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Sex

Sex is normal in loving relationships between couples above the age of consent. It's not compulsory in any relationship, but you owe it to yourself to find out as much as you can about sex and how to keep yourself safe before making any decisions.

Talking about sex
Image of the two sets of feet touchingIt can be really difficult to talk about sex and contraception, as it's a private and personal thing. You might feel like you'll be judged if you are having sex, or if you're not, or feel silly if you have questions. Everyone has questions or worries about sex and it's normal to feel like this.

If you are thinking about having sex, it's best to find out about it and take responsibility for what you are doing. It's a good idea to discuss things with the person you are going to have sex with, so that you both know what you are doing.

Is it normal to have lots of questions about sex?
It's completely normal to have lots of questions about sex, both before or after you have sex. You should be able to ask whatever you want and not be embarrassed. The more you know the fewer risks you're likely to take, as it is important to keep yourself safe if or when you enter into a sexual relationship.

At what age can I have sex?
In the UK, you can legally have sex after the age of 16 (from 2 February 2009 the law in Northern Ireland changed from 17 years old to 16 years old). This applies to heterosexual sex (between a male and female), or homosexual or gay sex (between two members of the same sex). Although you can legally have sex at these ages, you should only have sex when you are ready and not feel pressured into doing it.

  • I'm having lots of sexual thoughts and feelings, is this normal?

    It's normal to have sexual thoughts and feelings, especially during puberty when your body is changing. It can be confusing and strange at first but it isn't unusual. Your feelings should calm down after while when your body adjusts to the changes.

  • I'm worried about having sex, am I weird?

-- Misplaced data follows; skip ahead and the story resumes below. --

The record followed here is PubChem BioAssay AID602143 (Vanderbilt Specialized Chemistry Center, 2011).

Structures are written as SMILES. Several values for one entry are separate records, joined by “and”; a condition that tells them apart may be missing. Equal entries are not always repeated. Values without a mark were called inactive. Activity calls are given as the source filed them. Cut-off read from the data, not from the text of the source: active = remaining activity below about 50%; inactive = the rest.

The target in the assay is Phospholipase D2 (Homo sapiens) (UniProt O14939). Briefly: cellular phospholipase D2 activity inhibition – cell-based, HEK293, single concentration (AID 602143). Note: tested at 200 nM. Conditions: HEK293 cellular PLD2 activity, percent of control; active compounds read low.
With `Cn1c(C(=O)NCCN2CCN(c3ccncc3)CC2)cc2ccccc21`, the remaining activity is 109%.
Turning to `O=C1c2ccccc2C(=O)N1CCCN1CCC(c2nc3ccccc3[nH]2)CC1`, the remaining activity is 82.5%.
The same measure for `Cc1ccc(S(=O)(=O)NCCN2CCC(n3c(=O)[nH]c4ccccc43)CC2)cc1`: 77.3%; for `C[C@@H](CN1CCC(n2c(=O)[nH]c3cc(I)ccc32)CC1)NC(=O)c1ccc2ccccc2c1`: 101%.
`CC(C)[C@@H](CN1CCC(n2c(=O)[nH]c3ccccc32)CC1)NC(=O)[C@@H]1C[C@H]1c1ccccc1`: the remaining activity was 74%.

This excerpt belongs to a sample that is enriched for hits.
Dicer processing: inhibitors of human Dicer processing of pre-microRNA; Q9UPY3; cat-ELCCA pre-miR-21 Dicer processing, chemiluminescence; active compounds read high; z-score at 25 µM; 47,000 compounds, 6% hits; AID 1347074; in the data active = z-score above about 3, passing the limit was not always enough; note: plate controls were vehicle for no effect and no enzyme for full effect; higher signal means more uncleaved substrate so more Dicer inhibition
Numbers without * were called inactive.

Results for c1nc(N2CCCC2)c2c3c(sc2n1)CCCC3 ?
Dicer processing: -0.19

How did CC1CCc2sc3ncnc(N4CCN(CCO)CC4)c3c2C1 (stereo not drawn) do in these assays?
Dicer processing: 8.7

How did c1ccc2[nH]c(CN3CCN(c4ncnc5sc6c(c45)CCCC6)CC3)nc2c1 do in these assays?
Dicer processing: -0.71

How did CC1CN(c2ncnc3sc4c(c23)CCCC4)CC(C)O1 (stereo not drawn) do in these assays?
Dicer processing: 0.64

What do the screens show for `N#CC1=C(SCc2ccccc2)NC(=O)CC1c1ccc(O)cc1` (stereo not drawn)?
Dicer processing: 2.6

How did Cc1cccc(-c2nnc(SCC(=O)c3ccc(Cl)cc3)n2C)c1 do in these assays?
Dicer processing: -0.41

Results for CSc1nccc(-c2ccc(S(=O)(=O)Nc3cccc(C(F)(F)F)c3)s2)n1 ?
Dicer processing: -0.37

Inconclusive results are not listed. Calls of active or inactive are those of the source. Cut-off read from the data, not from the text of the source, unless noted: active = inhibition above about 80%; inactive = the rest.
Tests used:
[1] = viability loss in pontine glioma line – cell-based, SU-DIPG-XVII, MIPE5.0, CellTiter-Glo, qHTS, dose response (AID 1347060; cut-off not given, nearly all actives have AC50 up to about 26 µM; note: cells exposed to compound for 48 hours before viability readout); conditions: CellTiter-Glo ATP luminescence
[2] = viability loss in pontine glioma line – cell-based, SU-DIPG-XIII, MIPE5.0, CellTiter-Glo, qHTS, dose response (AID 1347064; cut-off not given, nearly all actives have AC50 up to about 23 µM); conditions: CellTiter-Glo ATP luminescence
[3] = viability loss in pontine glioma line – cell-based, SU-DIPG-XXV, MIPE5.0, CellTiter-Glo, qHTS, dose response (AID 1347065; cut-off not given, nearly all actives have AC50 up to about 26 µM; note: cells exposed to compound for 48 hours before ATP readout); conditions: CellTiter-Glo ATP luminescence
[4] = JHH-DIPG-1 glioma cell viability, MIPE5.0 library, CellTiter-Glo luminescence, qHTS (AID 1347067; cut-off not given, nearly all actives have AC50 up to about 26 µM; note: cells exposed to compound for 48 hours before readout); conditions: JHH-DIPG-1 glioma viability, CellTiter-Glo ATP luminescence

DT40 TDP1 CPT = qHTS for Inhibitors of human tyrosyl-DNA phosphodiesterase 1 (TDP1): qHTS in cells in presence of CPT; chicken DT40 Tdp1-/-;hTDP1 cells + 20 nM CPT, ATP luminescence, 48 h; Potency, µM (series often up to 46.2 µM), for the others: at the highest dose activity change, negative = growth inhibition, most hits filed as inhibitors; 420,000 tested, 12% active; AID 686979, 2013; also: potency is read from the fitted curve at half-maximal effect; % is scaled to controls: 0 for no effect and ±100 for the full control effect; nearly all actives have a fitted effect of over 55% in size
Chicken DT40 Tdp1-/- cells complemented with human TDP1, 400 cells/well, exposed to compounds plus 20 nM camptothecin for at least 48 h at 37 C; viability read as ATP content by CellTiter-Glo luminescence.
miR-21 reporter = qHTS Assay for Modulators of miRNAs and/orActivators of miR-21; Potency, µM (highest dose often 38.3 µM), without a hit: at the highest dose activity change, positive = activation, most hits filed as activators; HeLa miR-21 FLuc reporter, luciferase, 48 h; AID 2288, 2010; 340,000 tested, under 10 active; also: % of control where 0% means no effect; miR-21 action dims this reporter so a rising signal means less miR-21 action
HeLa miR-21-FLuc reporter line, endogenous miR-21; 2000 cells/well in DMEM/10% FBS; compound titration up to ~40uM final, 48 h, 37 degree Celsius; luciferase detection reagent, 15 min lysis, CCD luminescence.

It's natural to have worries about having sex, as it's a big step to take. The most important things are that you are happy with what you do and that you are safe.

    If you are unsure about it or feel uncomfortable about having sex, then it probably means that it's not the right time for you.

    Here are some wrong reasons to have sex:

    - You think it'll help you feel grown up.
    - Your mates say they've done it and you don't want to be left out.
    - You're worried what will happen if you say no.
    - Someone is pressuring you into doing it.
    - You just want someone to love you.

  • What is contraception and why should I use it?

    Contraception, or birth control, is when you take some action to prevent a pregnancy or sexually transmitted infection (STI). Not everyone knows about contraception. Even when they do, they don't always use it. Even if it is the first time having sex for both of you, you should always use contraception.

    Using contraception can help you to avoid pregnancy when you have sex with someone. Using a condom can help you avoid STIs such as chlamydia, gonorrhoea, syphilis, and the HIV virus which can lead to AIDS.

    There are lots of different types of contraception available and so you'll be able to find one that suits you. You can talk to a doctor or family planning advisor about all your contraceptive options, or visit www.brook.org.uk.

    If you are worried about anything to do with sex or contraception, you can talk to us about your worries and we can help. We respect children and young people regardless of their age or gender or sexuality, and you can talk to us about any of your worries without being judged.

  • I’m being pressured into having sex, what should I do?

    Having sex is a big decision. If you don’t feel comfortable or ready to have sex with someone, then you shouldn’t feel like you have to do it. Your boyfriend or girlfriend should care about you enough not to pressure you or make you do something you’re not happy about. Remember that the age of consent in the UK is 16 years old.

    There can be a lot of pressure from other people to have sex and it might seem like everyone else is doing it or talking about it. This shouldn’t be the reason that you start having sex – you should do it because you want to and you are over 16 years old. If you need to talk about sex, you can talk to ChildLine any time.

Other sites that can help

Brook

NHS Choices

Online chat

Talk to a ChildLine counsellor on 1-2-1 chat.

1-2-1

Call ChildLine

You can call ChildLine at any time on 0800 1111 to speak to a counsellor. Calls are free and confidential.

Call ChildLine
Sex 

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